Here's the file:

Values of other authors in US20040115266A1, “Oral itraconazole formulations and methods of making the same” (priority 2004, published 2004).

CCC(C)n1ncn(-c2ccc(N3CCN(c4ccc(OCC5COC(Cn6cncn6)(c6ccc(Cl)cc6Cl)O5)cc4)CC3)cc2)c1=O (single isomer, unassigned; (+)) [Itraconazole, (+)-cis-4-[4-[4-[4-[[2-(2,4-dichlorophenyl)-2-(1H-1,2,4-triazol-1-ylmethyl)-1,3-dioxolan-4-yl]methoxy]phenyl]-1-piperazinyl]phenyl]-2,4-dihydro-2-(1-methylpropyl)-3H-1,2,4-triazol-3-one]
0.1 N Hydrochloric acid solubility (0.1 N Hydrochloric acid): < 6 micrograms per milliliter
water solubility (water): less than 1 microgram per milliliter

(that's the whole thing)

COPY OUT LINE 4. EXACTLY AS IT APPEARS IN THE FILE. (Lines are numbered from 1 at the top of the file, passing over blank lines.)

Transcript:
water solubility (water): less than 1 microgram per milliliter